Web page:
Updated results continue to support lenvatinib/pembrolizumab combination in advanced endometrial cancer
Results from an updated analysis of the safety and efficacy of the Phase 3 KEYNOTE-775 trial were consistent with the primary analysis and showed significant improvements in outcomes in patients with with advanced endometrial cancer treated with rucaparib and pembrolizumab versus physician’s choice.
Lenvatinib (Lenvima) plus pembrolizumab (Keytruda) continued to show clinically meaningful improvements in outcomes over Physician’s Choice for patients with advanced endometrial cancer who have previously received platinum-based therapy , based on updated efficacy and safety results from the Phase 3 309/KEYNOTE-775 study ( NCT03517449).
The results of the trial were presented at the European Society of Medical Oncology Congress 2022and showed that lenvatinib/pembrolizumab improved progression-free survival (PFS), overall survival (OS), and overall response rate (ORR) compared to treatment chosen by physician in cancer patients of advanced endometrium, regardless of mismatch repair (MMR) status.
“In accordance with the results of the interim analysis, the pre-specified final [OS] analysis, lenvatinib plus pembrolizumab continued to demonstrate clinically meaningful improvements in OS, PFS, and ORR compared to chemotherapy in pMMR and all-comers patients with advanced endometrial cancer who received prior platinum-based therapy, confirming the robustness of the treatment effect that was observed in the mid-stage analysis,” said lead author Vicky Makker, MD, Associate Treating Physician at Memorial Sloan Kettering Cancer Center, in a presentation of the data.
The trial included 827 patients, of whom 697 were MMR-proficient (pMMR) and 130 were MMR-deficient (dMMR). To be eligible, patients had to have experienced disease progression after a previous regimen of systemic platinum-based chemotherapy and had an ECOG performance status of 0 or 1.
Participants were randomized to receive either lenvatinib plus pembrolizumab (n=411) or physician’s choice of intravenous doxorubicin 60 mg/m2 every 3 weeks or intravenous paclitaxel 80 mg/m2 every 3 weeks. the 3 weeks and 1 week off (n=416). The median follow-up was 18.7 months for patients randomized to the lenvatinib/pembrolizumab arm and 12.2 months for the physician’s choice arm.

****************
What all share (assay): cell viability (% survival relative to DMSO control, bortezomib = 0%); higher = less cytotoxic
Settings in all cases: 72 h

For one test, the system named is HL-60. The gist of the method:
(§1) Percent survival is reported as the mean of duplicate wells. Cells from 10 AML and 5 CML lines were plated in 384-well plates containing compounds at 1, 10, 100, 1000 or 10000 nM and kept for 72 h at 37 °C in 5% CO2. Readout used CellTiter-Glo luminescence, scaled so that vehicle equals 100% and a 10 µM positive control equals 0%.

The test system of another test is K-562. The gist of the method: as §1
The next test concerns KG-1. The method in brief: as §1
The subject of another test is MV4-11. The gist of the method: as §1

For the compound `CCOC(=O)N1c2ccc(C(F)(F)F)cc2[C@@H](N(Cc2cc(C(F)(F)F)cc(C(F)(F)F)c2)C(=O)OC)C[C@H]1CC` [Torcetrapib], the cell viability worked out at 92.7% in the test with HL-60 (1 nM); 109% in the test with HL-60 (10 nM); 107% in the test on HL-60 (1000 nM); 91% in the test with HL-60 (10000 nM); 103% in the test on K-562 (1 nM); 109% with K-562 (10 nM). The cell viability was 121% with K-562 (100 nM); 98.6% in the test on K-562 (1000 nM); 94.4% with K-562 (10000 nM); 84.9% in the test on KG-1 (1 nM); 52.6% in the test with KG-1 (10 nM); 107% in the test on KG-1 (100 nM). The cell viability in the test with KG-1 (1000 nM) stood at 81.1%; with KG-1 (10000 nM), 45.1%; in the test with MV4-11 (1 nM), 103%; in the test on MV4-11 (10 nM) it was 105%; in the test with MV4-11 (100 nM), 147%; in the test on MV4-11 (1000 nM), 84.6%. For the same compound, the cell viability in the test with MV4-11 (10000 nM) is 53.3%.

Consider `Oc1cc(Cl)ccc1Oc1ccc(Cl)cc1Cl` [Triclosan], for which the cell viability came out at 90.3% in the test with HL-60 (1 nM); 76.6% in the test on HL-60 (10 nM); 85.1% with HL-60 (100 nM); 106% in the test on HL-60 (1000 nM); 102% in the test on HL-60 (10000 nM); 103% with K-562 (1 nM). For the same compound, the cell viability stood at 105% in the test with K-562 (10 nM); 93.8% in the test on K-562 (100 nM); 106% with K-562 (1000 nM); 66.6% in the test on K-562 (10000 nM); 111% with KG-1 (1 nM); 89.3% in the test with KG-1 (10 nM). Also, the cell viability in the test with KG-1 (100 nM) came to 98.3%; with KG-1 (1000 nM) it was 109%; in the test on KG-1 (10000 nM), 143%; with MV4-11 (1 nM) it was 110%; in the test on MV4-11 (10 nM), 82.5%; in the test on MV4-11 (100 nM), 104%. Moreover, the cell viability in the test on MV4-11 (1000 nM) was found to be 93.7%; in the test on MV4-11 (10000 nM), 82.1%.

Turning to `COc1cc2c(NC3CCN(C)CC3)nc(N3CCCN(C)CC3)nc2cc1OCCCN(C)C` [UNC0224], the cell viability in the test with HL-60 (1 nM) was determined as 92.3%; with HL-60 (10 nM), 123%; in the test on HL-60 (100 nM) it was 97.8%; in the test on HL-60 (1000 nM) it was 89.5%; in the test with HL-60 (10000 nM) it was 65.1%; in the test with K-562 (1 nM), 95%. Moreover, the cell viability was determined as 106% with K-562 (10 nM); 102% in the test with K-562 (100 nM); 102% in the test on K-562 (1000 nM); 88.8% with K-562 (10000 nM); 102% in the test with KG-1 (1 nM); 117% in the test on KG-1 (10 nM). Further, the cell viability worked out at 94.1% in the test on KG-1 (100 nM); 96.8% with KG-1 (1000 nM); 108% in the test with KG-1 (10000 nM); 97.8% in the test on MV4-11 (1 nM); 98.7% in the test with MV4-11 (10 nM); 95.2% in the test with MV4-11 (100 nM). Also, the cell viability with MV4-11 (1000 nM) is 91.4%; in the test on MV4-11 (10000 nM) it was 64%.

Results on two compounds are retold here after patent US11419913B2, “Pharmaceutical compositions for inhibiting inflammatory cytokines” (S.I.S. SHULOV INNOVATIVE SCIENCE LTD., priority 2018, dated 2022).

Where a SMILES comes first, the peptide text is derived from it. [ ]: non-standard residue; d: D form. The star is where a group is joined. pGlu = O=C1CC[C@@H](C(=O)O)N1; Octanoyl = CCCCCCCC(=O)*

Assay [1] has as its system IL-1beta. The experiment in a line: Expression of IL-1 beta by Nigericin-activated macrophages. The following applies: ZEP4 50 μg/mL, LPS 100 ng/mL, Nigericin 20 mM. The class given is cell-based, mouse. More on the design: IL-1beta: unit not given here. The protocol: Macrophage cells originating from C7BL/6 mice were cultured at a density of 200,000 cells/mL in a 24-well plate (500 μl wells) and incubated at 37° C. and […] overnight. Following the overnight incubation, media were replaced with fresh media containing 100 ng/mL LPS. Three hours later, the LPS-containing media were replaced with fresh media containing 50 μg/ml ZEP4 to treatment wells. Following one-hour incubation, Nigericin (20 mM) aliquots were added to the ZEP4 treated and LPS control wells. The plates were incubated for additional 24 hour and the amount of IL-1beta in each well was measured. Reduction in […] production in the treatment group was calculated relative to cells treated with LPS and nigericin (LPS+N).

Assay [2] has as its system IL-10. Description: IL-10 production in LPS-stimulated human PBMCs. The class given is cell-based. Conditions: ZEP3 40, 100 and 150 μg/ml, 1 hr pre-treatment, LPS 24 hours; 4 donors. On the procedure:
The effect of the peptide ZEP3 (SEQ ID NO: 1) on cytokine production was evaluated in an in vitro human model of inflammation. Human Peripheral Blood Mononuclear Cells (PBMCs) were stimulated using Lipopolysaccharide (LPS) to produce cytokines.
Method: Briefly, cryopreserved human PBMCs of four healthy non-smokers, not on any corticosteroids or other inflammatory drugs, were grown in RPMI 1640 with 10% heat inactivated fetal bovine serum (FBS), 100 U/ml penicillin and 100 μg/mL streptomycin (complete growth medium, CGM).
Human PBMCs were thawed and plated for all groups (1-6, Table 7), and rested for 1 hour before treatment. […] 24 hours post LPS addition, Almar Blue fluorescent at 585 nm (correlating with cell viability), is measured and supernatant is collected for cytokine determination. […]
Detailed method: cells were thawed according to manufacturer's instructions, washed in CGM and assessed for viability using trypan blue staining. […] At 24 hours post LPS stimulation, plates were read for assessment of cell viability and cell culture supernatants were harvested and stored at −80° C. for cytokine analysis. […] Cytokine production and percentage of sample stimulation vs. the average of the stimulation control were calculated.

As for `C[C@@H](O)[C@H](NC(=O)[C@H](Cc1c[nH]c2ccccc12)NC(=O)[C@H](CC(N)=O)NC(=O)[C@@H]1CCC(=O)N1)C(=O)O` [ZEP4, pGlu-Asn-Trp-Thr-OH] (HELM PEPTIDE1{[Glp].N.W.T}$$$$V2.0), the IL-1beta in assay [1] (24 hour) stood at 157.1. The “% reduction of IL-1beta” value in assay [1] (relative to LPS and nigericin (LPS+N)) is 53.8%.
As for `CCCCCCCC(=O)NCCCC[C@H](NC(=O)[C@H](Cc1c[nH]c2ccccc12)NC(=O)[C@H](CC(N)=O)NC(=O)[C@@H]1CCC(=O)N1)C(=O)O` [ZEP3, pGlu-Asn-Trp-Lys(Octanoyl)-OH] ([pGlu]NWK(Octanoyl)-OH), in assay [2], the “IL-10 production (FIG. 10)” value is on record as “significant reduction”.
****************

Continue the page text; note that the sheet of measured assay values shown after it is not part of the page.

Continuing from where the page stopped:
Median PFS was longer in the doublet arm for all study patients, at 7.3 months (95% CI, 5.7-7.6) and 3.8 months (95% CI, 3.6-4.2) in the lenvatinib/pembrolizumab arm and physicians’ choice arms, respectively. The drug combination also led to an improvement in median PFS in the pMMR group, to 6.7 months (95% CI, 5.6-7.4) versus 3.8 months (95% CI, 3 ,6-5.0), respectively.
Median OS was also longer in the lenvatinib/pembrolizumab arm for all entrants compared to physicians’ choice at 18.7 months (95% CI, 15.6-21.3) versus 11.9 months (CI 95%, 10.7-13.3), respectively. For patients with pMMR advanced endometrial cancer, the median OS was slightly longer and still favored lenvatinib plus pembrolizumab at 18.0 months (95% CI, 14.9-20.5) and 12.2 months (95% CI, 11.0-14.1), respectively.
Of note, 10% of patients with pMMR disease and 8.7% of the overall study population randomized to receive treatment of physicians’ choice ended up receiving subsequent treatment with lenvatinib plus pembrolizumab .
The median ORR was 33.8 months (95% CI, 29.3-38.6) for all entrants in the lenvatinib/pembrolizumab arm and 14.7 months (95% CI, 11.4-18 ,4) in the group chosen by the doctors. For patients with pMMR advanced endometrial cancer, the ORR was 32.4 months (95% CI, 27.5-37.6) and 15.1 months (95% CI, 11 .5-19.3) in the experimental and physicians’ choice arms, respectively.
“Treatment-related adverse events were also consistent with the primary analysis,” Makker noted.
Grade 3 or higher adverse events (AEs) occurred in 79% of patients treated with lenvatinib plus pembrolizumab compared with 60% of patients in the chemotherapy arm. The most common grade 3 or higher AEs in people in the lenvatinib/pembrolizumab arm were hypertension (39%), weight loss (11%), diarrhea (>10%) and decreased appetite (>10%).
Seventy-two percent of patients in the lenvatinib/pembrolizumab arm had a treatment interruption. Sixty-seven percent of patients had their lenvatinib dose reduced, with the drug discontinued in 36% of patients. Twenty-two% of patients discontinued treatment with pembrolizumab and 16% of patients discontinued both drugs.
“These results continue to support the use of lenvatinib plus pembrolizumab as standard therapy in patients with previously treated advanced endometrial cancer,” Makker concluded.
Makker V, Colombo N, Casado Herraez A, et. al. Efficacy and Safety Update of Lenvatinib (LEN) + Pembrolizumab (Pembro) Versus Treatment of Physician’s Choice (PCT) in Patients (pts) with Endometrial Cancer advanced (aEC): study 309/KEYNOTE-775. Anne Oncol. 2022;33(supplement 7):525MB. doi:10.1016/announce/announce1054